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Importance and Types of Intellectual Property Rights

Innovation is the lifeblood of research and what keeps the research sector afloat. The area of scientific research would have long since died out if it weren’t for inventions. However, simply coming up with a new idea is insufficient. The journey is not over; rather, it is just getting started. Therefore, safeguarding an innovation is essential if one is to gain from it and prevent its exploitation or copying.

You might believe that your work is protected just by being published. This is false, though. Let’s take the case where business A finds a novel medicine molecule, X. Instead of filing a patent, they publish all of their findings. Then, business B learns about the medication, modifies the molecule’s structure slightly, and patents it. So, despite the fact that business A did the work, B kept the profit.

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Why the Protection of intellectual property by law is necessary?

The following list outlines the different justifications for providing intellectual property (IP) protection through the adoption of appropriate IP laws:

  • By rewarding inventors and enabling them to profit financially from their works, we may stimulate inventions and creations that advance society’s social, economic, scientific, and cultural progress.
  • to grant intellectual property legal protection.
  • to prohibit others from benefiting from someone else’s creative work.
  • to make fair dealing easier.
  • to encourage the spread of innovation.
  • giving credit for the creators’ efforts.
  • preventing the infringement of authors’ intellectual rights by unauthorized usage of their works.
  • to promote the use of knowledge, time, money, and other resources to support innovation initiatives that are good for society.

What are Intellectual Property Rights?

The term “intellectual property” describes one’s intellectual property. That is, the product of one’s imagination, whether it be a piece of art or literature, a design, a symbol, etc.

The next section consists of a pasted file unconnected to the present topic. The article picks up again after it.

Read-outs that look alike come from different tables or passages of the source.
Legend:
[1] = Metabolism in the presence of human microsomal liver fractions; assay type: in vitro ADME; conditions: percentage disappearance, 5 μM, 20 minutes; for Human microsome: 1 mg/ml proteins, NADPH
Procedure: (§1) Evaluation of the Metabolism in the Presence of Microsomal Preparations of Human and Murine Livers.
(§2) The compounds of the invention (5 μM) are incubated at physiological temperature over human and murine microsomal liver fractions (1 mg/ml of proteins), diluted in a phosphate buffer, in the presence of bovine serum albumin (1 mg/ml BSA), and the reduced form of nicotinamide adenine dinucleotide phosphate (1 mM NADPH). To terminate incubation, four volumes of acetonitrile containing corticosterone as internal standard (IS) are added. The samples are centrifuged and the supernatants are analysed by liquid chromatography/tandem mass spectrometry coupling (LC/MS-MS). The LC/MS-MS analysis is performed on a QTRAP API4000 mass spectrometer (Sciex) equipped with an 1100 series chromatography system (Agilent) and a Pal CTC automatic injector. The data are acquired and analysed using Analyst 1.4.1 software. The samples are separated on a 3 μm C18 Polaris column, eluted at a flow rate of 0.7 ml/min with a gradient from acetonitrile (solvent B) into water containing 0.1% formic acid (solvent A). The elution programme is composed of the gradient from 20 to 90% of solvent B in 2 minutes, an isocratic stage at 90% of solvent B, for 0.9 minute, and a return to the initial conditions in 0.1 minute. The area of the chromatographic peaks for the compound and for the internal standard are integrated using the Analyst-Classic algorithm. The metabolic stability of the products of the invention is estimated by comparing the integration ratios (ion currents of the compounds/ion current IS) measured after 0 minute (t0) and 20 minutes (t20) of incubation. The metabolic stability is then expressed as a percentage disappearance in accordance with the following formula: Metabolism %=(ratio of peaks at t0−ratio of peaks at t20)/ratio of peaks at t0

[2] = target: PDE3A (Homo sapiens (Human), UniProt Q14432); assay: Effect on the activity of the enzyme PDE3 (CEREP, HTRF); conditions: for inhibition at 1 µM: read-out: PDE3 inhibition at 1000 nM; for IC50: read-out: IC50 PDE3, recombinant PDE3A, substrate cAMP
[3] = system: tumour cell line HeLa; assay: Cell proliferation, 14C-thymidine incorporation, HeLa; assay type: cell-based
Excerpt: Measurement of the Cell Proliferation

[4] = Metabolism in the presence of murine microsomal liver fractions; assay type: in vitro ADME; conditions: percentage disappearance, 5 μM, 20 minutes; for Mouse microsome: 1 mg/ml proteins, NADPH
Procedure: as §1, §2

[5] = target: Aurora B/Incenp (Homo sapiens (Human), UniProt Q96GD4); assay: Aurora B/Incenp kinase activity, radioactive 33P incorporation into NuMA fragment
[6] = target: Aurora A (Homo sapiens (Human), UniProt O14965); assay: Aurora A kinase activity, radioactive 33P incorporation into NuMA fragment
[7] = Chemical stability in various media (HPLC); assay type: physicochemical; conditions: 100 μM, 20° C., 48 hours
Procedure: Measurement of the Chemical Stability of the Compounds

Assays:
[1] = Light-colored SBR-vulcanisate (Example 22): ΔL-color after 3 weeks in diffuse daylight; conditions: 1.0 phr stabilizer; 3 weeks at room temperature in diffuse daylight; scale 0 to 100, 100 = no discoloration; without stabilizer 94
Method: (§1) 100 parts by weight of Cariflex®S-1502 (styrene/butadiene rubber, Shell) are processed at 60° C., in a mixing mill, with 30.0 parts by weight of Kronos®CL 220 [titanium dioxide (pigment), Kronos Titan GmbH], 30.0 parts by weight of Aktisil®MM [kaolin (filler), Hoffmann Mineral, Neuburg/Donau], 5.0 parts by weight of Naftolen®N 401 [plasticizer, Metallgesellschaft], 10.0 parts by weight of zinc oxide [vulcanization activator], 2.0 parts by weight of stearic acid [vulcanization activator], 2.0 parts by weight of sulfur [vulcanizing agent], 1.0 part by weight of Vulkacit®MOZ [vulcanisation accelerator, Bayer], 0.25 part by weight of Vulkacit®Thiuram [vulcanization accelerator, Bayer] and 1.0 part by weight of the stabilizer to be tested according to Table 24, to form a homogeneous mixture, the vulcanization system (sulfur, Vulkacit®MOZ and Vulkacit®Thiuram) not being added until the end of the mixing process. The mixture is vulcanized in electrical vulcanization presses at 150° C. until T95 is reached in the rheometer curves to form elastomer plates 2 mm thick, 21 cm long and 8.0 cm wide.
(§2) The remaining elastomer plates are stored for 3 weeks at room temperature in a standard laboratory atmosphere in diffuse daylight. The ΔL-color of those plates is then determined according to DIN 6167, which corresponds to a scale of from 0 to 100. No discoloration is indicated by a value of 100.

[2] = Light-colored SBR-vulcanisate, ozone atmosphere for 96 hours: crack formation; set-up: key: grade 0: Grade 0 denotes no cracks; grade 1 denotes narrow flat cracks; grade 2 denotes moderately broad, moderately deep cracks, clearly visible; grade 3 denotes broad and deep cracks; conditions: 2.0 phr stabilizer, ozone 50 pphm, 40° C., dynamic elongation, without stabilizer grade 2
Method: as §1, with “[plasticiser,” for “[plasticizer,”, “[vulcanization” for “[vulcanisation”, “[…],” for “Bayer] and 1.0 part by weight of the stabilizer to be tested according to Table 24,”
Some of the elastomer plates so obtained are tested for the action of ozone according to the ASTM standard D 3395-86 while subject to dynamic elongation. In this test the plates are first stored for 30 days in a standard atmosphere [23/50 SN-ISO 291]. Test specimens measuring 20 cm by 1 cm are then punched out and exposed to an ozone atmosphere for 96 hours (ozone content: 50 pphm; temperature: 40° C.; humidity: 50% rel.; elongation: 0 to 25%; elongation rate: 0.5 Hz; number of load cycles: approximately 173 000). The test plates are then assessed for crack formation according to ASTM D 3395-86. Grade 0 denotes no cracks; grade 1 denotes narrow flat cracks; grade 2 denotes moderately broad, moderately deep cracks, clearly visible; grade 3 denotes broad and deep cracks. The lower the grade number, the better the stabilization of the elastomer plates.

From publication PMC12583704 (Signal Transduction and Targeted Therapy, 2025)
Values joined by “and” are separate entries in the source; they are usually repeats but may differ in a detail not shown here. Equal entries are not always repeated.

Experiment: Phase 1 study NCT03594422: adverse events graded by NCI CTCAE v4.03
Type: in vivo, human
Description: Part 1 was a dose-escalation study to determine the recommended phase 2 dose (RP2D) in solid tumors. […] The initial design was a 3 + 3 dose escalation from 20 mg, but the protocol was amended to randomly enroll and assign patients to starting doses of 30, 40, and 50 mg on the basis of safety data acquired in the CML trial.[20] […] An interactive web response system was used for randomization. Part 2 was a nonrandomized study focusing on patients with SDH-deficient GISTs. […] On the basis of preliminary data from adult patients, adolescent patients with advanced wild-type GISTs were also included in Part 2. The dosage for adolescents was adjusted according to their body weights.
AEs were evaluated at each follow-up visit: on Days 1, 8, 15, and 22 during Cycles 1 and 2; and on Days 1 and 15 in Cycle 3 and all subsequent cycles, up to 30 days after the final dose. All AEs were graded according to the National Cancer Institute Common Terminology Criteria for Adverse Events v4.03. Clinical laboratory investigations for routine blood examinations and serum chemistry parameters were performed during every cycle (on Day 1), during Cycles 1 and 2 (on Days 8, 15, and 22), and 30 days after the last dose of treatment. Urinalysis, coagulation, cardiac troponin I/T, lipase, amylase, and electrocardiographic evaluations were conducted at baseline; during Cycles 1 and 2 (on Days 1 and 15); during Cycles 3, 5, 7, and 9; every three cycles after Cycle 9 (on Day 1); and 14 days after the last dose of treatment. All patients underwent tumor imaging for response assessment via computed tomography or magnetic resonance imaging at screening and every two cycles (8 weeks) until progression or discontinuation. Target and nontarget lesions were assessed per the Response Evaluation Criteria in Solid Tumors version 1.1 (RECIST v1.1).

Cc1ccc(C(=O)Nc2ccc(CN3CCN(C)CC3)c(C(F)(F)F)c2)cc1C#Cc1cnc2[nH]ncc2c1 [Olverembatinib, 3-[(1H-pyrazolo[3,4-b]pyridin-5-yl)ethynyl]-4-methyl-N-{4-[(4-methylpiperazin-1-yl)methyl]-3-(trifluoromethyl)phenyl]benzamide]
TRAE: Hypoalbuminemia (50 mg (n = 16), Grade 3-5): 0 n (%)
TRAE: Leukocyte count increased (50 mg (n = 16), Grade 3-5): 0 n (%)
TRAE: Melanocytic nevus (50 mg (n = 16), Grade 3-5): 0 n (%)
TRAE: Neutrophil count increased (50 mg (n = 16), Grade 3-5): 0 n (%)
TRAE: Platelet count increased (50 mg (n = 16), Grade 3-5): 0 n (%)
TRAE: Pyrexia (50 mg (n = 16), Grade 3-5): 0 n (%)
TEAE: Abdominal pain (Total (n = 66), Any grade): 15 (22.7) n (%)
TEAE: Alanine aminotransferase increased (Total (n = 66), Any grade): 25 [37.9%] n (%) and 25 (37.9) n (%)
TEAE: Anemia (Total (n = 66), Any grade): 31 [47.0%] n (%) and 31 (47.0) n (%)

IPR is the term used to describe the legal rights that the government grants to a person, group, or organization over their production. These rights, which assist safeguard one’s innovation for a set period of time, are territorial and exclusive in nature. IPR encourages innovation. It provides a sense of security that promotes the flow of information and knowledge.  IPR comes in a variety of forms, including

  • Copyright
  • Patents
  • Geographical Indications
  • Trademarks
  • Business secrets
  • Industrial concepts


An invention is protected by a patent to prevent unauthorized creation, sale, or use by third parties. When people consider intellectual property rights protection, patents are the form of intellectual property rights that typically spring to mind. A patent holder is fully entitled to commercialize his or her or its patent, which includes the right to acquire and sell the patent as well as the right to grant an invention license to any third party on mutually agreeable terms.

Patents in the US can be divided into three categories: utility, design, and plant.


The majority of people immediately conjure up a utility patent when they hear the word “patent.” Additionally, it is the kind of patent that innovators request the most frequently.

A utility patent safeguards the development of novel or enhanced useful goods, procedures, material compositions, or devices. A utility patent holder also has the legal authority to prevent others from producing, utilizing, or selling their innovation for a period of 20 years after the patent application was filed.


A design patent does not cover a product’s structural or functional elements; it only covers its aesthetic aspects and look. You can submit applications for both utility and design patents for the same product because they cover entirely separate aspects of intellectual property protection. Design patents, as opposed to utility patents, have a 15-year duration.